Two people believed to be members of a syndicate that produces fake Defective Vehicle (DV) registration number plates have been arrested.
They were recently picked up in a special operation.
On the streets of Accra, Kumasi and other cities, there is the probability one will spot two vehicles with the same DV registration numbers.
The Police Motor Transport and Traffic Directorate of the Ghana Police Service used to restrict the movement of vehicles with DV between 6pm and 6 am. A January 6, 2018, internal memo by Inspector General of Police (IGP) Asante Apeatu, ordered discontinuation of the measure because it was unlawful.
Vehicles with Direct from Port (DP) plates were also affected by the directive.
The floodgates appear to have opened for the high demand for DV plates which appear to have created an avenue for fraudsters to capitalize on and produce duplicates for sale to unsuspecting motorists.
A partnership between Nhyira FM, the Driver and Vehicle Licensing Authority and police led to the arrest of some perpetrators in the special operation.
The two, including a car dealer arrested at a garage, are currently assisting police with the investigation.
The man, who gives his name only as Kwaku, led the operation team to his supplier, Bukari, who was also nabbed after he was lured into a supposed meeting for payment for a previous consignment.
Police also retrieved fake 25 pairs of DV number plates during the operation at the supply base.
Each plate cost GHS350, thus widespread perpetration of the illegality in Kumasi and other parts of the country.
Financial loss to the state
A single DV plate goes for at least GHS350, but most times the duplicate plates are sold as low as GHS250 or GHS200 cedis to unsuspecting car users.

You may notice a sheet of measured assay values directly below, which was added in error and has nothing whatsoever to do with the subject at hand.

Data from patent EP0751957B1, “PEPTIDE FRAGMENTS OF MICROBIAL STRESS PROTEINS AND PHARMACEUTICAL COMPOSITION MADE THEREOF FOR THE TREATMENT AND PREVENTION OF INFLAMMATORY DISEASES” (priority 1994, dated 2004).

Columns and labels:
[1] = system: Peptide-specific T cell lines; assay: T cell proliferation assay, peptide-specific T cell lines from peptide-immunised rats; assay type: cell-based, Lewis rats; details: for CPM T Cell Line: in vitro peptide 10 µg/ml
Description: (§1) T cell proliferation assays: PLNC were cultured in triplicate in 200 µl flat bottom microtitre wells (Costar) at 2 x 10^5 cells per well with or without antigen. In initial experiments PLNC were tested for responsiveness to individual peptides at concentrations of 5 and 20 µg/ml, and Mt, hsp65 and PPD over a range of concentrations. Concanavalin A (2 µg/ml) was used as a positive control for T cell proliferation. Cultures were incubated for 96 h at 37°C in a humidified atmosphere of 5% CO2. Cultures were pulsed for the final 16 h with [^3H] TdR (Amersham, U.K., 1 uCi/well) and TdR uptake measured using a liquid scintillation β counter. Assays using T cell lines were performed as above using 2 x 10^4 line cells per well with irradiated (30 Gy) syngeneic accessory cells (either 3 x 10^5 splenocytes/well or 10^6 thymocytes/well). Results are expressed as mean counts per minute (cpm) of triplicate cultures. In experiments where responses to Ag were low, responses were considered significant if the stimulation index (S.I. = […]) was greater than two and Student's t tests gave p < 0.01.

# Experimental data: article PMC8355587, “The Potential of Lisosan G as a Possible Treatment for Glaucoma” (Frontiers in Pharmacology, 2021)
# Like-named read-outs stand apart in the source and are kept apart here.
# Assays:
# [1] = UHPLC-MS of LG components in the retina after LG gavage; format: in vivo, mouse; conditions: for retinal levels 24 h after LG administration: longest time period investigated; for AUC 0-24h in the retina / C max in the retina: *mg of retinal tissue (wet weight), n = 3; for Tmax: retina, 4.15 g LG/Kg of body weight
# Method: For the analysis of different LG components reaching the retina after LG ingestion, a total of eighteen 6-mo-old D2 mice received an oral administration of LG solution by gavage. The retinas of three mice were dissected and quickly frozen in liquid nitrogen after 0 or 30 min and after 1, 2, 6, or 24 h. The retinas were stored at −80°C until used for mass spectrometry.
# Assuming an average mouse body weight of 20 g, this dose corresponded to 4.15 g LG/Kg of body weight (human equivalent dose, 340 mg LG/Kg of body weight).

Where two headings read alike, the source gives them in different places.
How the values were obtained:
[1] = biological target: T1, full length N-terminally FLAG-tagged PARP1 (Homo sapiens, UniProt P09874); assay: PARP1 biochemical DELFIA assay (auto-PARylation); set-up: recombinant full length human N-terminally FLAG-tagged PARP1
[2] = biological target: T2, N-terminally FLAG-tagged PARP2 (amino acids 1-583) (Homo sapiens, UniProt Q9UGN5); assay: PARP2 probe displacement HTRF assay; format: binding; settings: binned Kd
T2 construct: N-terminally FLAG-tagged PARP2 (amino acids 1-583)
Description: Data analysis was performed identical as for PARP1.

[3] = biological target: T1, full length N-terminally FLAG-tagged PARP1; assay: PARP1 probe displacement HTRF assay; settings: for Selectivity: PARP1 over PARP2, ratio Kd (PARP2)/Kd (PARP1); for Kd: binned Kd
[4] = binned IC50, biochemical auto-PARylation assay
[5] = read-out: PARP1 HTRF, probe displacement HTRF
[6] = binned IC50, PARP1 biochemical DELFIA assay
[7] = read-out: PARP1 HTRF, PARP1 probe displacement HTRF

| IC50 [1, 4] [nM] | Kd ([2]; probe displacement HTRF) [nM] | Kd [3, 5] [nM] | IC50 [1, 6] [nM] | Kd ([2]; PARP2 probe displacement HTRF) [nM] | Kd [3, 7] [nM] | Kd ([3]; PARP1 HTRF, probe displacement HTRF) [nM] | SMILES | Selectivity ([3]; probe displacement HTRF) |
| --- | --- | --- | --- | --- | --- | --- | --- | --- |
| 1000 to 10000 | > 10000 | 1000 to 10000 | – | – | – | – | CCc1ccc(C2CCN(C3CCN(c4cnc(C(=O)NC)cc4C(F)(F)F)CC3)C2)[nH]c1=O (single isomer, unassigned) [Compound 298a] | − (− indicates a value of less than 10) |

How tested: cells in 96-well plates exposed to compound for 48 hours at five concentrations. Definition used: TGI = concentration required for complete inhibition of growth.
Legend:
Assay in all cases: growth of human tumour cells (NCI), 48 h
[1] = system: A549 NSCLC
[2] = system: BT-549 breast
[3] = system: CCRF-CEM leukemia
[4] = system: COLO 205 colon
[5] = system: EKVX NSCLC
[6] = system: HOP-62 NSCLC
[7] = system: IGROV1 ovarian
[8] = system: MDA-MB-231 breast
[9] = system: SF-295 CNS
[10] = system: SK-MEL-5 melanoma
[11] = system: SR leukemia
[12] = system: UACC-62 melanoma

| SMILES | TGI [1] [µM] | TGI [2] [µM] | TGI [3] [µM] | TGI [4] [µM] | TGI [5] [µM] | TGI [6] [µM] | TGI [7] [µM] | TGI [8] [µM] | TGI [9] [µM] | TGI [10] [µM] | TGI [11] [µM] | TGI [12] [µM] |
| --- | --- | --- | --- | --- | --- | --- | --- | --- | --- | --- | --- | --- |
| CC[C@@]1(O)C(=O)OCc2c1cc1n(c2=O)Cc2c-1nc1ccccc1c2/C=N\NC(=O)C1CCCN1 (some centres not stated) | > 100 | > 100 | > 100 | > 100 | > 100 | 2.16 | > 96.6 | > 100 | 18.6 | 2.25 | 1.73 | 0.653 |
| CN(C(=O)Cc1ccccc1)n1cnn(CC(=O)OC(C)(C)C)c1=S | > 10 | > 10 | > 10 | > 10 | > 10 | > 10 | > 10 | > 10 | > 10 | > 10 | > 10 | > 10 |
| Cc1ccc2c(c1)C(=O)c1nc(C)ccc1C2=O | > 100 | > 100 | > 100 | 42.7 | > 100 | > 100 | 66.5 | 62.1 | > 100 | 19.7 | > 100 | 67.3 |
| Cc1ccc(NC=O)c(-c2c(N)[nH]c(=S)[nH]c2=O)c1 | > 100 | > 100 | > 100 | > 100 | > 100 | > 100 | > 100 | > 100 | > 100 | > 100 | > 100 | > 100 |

This means a chunk of tax payer’s money meant for development is diverted into individual pockets without trace or accounts and at the detriment of national development.
Ashanti Regional Director of DVLA, George Afful, has confirmed that his outfit is aware of the illegality but attempts to trace the culprits have yielded little impact.
He said that, he is surprised at the widespread nature of the alleged fraudulent acts which constitute a major hindrance to the authority’s revenue generation effort.
“This issue has come to our notice, we sensed danger, when our figures started dropping that, is our revenue declined drastically after its major peak season in 2014, in that year we sold more than 30,000 copies of the DV plates but now we are unable to sell little above 10,000,” he said.
“With my little observation, I have realized that there are tens of thousands of cars embossed with DV plates, but it doesn’t reflect in our sales; this confirms that there are duplicate DV plates circulating in the system,” he added.
As police team up with DVLA taskforce to flush out the duplicate DV plates, Mr. Afful has assured that management will swiftly intervene and draw a comprehensive roadmap to clamp down on offenders.
“As management, we are regrouping to review our strategies and approach to clean the system off fake number plates to boost our revenue,” he emphasized